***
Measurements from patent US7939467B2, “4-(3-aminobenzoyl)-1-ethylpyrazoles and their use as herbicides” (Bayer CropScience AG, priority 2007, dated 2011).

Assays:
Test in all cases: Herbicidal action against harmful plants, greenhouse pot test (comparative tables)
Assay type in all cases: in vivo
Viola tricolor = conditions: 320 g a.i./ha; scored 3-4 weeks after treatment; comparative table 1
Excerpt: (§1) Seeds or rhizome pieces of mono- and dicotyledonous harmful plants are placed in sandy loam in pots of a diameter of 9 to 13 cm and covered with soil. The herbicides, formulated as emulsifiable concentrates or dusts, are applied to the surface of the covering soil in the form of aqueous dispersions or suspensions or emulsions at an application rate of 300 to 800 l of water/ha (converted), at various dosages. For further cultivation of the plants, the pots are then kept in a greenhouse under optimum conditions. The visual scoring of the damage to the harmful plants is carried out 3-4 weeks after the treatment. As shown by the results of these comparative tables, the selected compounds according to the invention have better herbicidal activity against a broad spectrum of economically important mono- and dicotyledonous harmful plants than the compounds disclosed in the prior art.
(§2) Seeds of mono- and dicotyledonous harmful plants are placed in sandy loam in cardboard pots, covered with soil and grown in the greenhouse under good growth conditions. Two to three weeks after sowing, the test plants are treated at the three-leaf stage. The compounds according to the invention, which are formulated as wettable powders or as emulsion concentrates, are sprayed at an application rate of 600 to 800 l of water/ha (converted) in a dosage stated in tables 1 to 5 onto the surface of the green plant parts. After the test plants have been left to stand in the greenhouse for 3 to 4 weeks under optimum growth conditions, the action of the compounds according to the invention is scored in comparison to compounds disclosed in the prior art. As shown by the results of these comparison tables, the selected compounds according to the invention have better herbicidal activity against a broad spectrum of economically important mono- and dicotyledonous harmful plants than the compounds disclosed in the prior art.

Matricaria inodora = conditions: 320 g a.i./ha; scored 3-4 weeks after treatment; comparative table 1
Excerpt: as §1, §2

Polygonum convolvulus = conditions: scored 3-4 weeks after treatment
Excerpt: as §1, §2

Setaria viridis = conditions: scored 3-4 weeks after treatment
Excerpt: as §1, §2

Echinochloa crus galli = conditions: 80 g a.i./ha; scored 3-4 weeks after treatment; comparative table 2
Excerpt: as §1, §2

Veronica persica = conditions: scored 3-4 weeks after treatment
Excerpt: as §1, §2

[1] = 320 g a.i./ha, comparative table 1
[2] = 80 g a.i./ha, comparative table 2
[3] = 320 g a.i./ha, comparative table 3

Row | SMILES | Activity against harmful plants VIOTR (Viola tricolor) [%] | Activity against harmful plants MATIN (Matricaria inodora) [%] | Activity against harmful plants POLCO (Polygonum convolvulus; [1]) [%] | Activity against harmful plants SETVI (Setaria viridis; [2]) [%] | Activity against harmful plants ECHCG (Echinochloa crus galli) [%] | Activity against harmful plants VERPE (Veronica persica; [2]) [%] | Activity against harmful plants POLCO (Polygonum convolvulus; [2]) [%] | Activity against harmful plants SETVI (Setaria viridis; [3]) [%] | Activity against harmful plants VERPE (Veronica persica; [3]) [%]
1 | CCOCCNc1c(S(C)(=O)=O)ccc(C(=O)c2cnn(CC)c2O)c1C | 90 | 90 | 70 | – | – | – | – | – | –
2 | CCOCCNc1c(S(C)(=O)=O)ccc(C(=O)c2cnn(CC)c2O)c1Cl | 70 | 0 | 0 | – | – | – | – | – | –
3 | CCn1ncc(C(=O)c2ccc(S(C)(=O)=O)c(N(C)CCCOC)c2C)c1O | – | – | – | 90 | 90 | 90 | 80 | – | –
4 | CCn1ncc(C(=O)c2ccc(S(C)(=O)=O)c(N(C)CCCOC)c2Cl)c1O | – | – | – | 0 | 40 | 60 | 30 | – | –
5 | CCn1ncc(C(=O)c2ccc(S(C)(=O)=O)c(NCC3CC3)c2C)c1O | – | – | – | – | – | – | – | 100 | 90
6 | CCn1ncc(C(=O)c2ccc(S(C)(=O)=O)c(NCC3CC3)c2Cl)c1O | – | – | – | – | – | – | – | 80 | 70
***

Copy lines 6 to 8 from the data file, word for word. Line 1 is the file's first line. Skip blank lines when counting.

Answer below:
Excerpt: (§1) Seeds or rhizome pieces of mono- and dicotyledonous harmful plants are placed in sandy loam in pots of a diameter of 9 to 13 cm and covered with soil. The herbicides, formulated as emulsifiable concentrates or dusts, are applied to the surface of the covering soil in the form of aqueous dispersions or suspensions or emulsions at an application rate of 300 to 800 l of water/ha (converted), at various dosages. For further cultivation of the plants, the pots are then kept in a greenhouse under optimum conditions. The visual scoring of the damage to the harmful plants is carried out 3-4 weeks after the treatment. As shown by the results of these comparative tables, the selected compounds according to the invention have better herbicidal activity against a broad spectrum of economically important mono- and dicotyledonous harmful plants than the compounds disclosed in the prior art.
(§2) Seeds of mono- and dicotyledonous harmful plants are placed in sandy loam in cardboard pots, covered with soil and grown in the greenhouse under good growth conditions. Two to three weeks after sowing, the test plants are treated at the three-leaf stage. The compounds according to the invention, which are formulated as wettable powders or as emulsion concentrates, are sprayed at an application rate of 600 to 800 l of water/ha (converted) in a dosage stated in tables 1 to 5 onto the surface of the green plant parts. After the test plants have been left to stand in the greenhouse for 3 to 4 weeks under optimum growth conditions, the action of the compounds according to the invention is scored in comparison to compounds disclosed in the prior art. As shown by the results of these comparison tables, the selected compounds according to the invention have better herbicidal activity against a broad spectrum of economically important mono- and dicotyledonous harmful plants than the compounds disclosed in the prior art.

Matricaria inodora = conditions: 320 g a.i./ha; scored 3-4 weeks after treatment; comparative table 1